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The Saddest Music Ever Written: The Story of Samuel Barber's Adagio for Strings Hardcover – September 15, 2010

3.4 out of 5 stars 14 customer reviews

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Editorial Reviews

Review

“This is a wonderful examination of the effects of an artistic artifact on culture and, conversely, the various uses (undreamt of by the composer) to which the music has been put by others. It is also a personal testament to the power of a cultural artifact on an individual. Highly recommended.” (Library Journal)

“If Aaron Copland was the Updike of American music, then Samuel Barber was its Cheever. Larson provides a rich biographical context for Barber’s fervid creativity.” (The New Yorker)

“Written with great compassion and earnestness. An intimate history of this great work of music. it is the soundtrack of the soul.” (Phyllis Nordstrom - Classical Voice of New England)

“Rarely, if ever, have nine minutes of music been subjected to such intense cultural, historical, and emotional analysis.” (Eugene Drucker, violinist, The Emerson String Quartet)

“An exploration of a fascinating composer, a case study in the cultural appropriation of works of art, and a very personal meditation on the power of music.” (Kevin Bazzana, author of Lost Genius)

About the Author

Journalist, critic, and memoirist, Thomas Larson is the author of three books: The Sanctuary of Illness: A Memoir of Heart Disease, The Saddest Music Ever Written: The Story of Samuel Barber's "Adagio for Strings," and The Memoir and the Memoirist: Reading and Writing Personal Narrative. As a staff writer for the San Diego Reader, he has written more than 50 feature-length cover stories. He teaches in the MFA Program at Ashland University, Ashland, Ohio, and is the Book Review editor for River Teeth. He holds workshops and lectures on memoir writing, American music, and heart disease throughout the United States. His website is thomaslarson.com.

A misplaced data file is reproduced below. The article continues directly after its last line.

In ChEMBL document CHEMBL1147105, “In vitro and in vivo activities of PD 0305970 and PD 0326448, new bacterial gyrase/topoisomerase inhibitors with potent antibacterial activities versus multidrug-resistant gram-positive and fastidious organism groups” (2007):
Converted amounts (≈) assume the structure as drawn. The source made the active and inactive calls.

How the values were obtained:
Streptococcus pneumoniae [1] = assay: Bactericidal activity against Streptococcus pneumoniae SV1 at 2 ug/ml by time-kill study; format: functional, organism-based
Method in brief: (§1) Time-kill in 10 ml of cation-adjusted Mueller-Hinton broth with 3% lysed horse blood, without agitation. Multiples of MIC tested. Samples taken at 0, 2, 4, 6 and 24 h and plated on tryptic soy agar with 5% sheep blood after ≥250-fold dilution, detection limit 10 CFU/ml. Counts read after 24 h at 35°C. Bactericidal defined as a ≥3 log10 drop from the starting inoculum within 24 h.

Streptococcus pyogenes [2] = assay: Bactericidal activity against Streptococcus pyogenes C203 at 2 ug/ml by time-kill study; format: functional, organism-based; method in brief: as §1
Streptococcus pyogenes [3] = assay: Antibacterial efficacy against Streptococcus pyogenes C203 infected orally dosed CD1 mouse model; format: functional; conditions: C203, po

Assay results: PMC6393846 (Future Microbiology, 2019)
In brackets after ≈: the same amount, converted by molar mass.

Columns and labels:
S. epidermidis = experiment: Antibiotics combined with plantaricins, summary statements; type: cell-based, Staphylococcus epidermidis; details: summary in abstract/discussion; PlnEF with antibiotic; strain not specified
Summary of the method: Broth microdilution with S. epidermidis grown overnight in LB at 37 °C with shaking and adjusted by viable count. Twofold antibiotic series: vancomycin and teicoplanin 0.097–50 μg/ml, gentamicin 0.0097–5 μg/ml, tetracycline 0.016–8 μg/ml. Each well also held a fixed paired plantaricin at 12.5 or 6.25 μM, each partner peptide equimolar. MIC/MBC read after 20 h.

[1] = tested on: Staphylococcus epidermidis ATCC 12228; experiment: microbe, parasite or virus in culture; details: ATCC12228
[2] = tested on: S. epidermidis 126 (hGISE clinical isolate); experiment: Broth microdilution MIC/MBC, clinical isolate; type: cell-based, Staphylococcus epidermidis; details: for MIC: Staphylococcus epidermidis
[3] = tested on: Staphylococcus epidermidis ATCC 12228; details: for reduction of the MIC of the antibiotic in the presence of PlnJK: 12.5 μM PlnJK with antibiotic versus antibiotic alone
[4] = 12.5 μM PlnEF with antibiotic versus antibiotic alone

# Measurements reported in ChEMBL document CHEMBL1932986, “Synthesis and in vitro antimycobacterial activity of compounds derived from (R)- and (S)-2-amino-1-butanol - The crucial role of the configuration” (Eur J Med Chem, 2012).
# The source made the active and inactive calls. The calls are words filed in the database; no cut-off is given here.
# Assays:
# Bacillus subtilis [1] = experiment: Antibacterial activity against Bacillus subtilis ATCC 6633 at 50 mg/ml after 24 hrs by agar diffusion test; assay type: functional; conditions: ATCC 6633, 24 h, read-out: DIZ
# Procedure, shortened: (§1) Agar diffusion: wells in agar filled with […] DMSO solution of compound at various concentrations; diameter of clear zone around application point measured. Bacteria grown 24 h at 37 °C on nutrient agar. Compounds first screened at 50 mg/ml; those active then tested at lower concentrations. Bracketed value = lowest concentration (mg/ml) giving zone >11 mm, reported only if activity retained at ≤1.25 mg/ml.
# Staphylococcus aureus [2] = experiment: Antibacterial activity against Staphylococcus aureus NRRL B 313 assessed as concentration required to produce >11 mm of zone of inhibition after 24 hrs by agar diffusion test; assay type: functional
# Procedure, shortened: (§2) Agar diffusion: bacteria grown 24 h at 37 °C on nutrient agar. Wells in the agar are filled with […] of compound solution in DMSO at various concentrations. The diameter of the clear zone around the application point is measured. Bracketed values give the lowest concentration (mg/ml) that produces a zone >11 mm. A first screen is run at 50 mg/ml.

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Product Details

  • Hardcover: 262 pages
  • Publisher: Pegasus; First Edition edition (September 15, 2010)
  • Language: English
  • ISBN-10: 160598115X
  • ISBN-13: 978-1605981154
  • Product Dimensions: 6.3 x 1 x 9.3 inches
  • Shipping Weight: 14.4 ounces
  • Average Customer Review: 3.4 out of 5 stars  See all reviews (14 customer reviews)
  • Amazon Best Sellers Rank: #1,142,718 in Books (See Top 100 in Books)

More About the Author

Critic, journalist, and memoirist, Thomas Larson is the author of three books: "The Sanctuary of Illness: A Memoir of Heart Disease," Hudson Whitman Press; "The Saddest Music Ever Written: The Story of Samuel Barber's 'Adagio for Strings,'" Pegasus Books; and "The Memoir and the Memoirist: Reading and Writing Personal Narrative," Ohio University Press / Swallow Press, which is in its fourth printing.

He is a staff writer for the San Diego Reader and teaches in the MFA program in creative nonfiction at Ashland University, Ashland, Ohio. He holds workshops on memoir writing and delivers multimedia talks on the craft of writing and his heart disease. He's also the Book Review editor at River Teeth.